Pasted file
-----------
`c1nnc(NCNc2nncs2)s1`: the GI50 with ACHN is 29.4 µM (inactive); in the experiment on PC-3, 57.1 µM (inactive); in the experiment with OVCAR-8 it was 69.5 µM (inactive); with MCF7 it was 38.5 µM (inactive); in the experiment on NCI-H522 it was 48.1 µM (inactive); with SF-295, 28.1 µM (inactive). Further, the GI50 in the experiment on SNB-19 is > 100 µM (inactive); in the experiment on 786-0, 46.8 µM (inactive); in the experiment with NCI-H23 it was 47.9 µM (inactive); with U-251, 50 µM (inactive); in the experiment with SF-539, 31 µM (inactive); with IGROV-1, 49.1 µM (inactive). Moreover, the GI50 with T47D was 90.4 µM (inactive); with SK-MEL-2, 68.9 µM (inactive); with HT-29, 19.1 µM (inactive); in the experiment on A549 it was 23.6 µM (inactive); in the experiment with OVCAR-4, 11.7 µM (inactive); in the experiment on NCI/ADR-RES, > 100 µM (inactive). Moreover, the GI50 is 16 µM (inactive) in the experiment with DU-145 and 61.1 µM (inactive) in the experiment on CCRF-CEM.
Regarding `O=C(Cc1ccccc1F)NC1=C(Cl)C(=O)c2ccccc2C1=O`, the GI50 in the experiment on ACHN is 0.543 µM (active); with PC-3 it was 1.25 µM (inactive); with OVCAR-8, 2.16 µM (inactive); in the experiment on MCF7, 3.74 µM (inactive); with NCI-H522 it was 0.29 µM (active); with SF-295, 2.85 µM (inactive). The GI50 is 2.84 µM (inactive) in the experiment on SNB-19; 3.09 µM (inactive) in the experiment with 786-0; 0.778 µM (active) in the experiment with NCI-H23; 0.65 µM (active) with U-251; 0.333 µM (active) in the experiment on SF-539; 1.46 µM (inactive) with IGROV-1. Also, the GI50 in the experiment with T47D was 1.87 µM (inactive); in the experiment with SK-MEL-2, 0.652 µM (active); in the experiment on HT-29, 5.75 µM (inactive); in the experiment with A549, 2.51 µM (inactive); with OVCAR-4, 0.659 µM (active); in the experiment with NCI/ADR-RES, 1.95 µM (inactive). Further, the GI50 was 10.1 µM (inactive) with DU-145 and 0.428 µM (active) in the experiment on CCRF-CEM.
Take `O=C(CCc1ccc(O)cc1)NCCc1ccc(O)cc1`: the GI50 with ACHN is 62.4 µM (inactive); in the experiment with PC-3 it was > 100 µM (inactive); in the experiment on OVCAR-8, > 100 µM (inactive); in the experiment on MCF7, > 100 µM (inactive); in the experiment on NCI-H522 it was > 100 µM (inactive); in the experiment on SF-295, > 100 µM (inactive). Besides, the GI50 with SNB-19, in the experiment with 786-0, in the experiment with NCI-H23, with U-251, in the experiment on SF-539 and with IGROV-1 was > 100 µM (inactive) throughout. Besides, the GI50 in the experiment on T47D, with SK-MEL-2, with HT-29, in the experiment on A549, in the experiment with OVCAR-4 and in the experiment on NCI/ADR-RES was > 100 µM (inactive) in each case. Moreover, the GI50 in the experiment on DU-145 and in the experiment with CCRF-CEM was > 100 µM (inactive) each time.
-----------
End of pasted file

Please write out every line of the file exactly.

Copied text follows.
`c1nnc(NCNc2nncs2)s1`: the GI50 with ACHN is 29.4 µM (inactive); in the experiment on PC-3, 57.1 µM (inactive); in the experiment with OVCAR-8 it was 69.5 µM (inactive); with MCF7 it was 38.5 µM (inactive); in the experiment on NCI-H522 it was 48.1 µM (inactive); with SF-295, 28.1 µM (inactive). Further, the GI50 in the experiment on SNB-19 is > 100 µM (inactive); in the experiment on 786-0, 46.8 µM (inactive); in the experiment with NCI-H23 it was 47.9 µM (inactive); with U-251, 50 µM (inactive); in the experiment with SF-539, 31 µM (inactive); with IGROV-1, 49.1 µM (inactive). Moreover, the GI50 with T47D was 90.4 µM (inactive); with SK-MEL-2, 68.9 µM (inactive); with HT-29, 19.1 µM (inactive); in the experiment on A549 it was 23.6 µM (inactive); in the experiment with OVCAR-4, 11.7 µM (inactive); in the experiment on NCI/ADR-RES, > 100 µM (inactive). Moreover, the GI50 is 16 µM (inactive) in the experiment with DU-145 and 61.1 µM (inactive) in the experiment on CCRF-CEM.
Regarding `O=C(Cc1ccccc1F)NC1=C(Cl)C(=O)c2ccccc2C1=O`, the GI50 in the experiment on ACHN is 0.543 µM (active); with PC-3 it was 1.25 µM (inactive); with OVCAR-8, 2.16 µM (inactive); in the experiment on MCF7, 3.74 µM (inactive); with NCI-H522 it was 0.29 µM (active); with SF-295, 2.85 µM (inactive). The GI50 is 2.84 µM (inactive) in the experiment on SNB-19; 3.09 µM (inactive) in the experiment with 786-0; 0.778 µM (active) in the experiment with NCI-H23; 0.65 µM (active) with U-251; 0.333 µM (active) in the experiment on SF-539; 1.46 µM (inactive) with IGROV-1. Also, the GI50 in the experiment with T47D was 1.87 µM (inactive); in the experiment with SK-MEL-2, 0.652 µM (active); in the experiment on HT-29, 5.75 µM (inactive); in the experiment with A549, 2.51 µM (inactive); with OVCAR-4, 0.659 µM (active); in the experiment with NCI/ADR-RES, 1.95 µM (inactive). Further, the GI50 was 10.1 µM (inactive) with DU-145 and 0.428 µM (active) in the experiment on CCRF-CEM.
Take `O=C(CCc1ccc(O)cc1)NCCc1ccc(O)cc1`: the GI50 with ACHN is 62.4 µM (inactive); in the experiment with PC-3 it was > 100 µM (inactive); in the experiment on OVCAR-8, > 100 µM (inactive); in the experiment on MCF7, > 100 µM (inactive); in the experiment on NCI-H522 it was > 100 µM (inactive); in the experiment on SF-295, > 100 µM (inactive). Besides, the GI50 with SNB-19, in the experiment with 786-0, in the experiment with NCI-H23, with U-251, in the experiment on SF-539 and with IGROV-1 was > 100 µM (inactive) throughout. Besides, the GI50 in the experiment on T47D, with SK-MEL-2, with HT-29, in the experiment on A549, in the experiment with OVCAR-4 and in the experiment on NCI/ADR-RES was > 100 µM (inactive) in each case. Moreover, the GI50 in the experiment on DU-145 and in the experiment with CCRF-CEM was > 100 µM (inactive) each time.